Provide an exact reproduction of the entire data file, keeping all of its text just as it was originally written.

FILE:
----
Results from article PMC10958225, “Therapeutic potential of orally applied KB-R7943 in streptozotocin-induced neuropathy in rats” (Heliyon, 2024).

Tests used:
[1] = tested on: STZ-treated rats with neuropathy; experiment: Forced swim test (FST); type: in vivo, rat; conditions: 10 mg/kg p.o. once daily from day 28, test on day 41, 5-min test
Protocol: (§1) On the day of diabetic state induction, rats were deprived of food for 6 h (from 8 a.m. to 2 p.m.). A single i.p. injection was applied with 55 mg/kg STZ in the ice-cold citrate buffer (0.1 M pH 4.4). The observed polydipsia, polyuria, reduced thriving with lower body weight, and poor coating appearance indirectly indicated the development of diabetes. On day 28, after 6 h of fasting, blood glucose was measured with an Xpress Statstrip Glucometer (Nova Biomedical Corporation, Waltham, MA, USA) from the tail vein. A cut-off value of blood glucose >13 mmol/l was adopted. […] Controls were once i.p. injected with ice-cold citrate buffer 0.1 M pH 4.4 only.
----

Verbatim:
Results from article PMC10958225, “Therapeutic potential of orally applied KB-R7943 in streptozotocin-induced neuropathy in rats” (Heliyon, 2024).

Tests used:
[1] = tested on: STZ-treated rats with neuropathy; experiment: Forced swim test (FST); type: in vivo, rat; conditions: 10 mg/kg p.o. once daily from day 28, test on day 41, 5-min test
Protocol: (§1) On the day of diabetic state induction, rats were deprived of food for 6 h (from 8 a.m. to 2 p.m.). A single i.p. injection was applied with 55 mg/kg STZ in the ice-cold citrate buffer (0.1 M pH 4.4). The observed polydipsia, polyuria, reduced thriving with lower body weight, and poor coating appearance indirectly indicated the development of diabetes. On day 28, after 6 h of fasting, blood glucose was measured with an Xpress Statstrip Glucometer (Nova Biomedical Corporation, Waltham, MA, USA) from the tail vein. A cut-off value of blood glucose >13 mmol/l was adopted. […] Controls were once i.p. injected with ice-cold citrate buffer 0.1 M pH 4.4 only.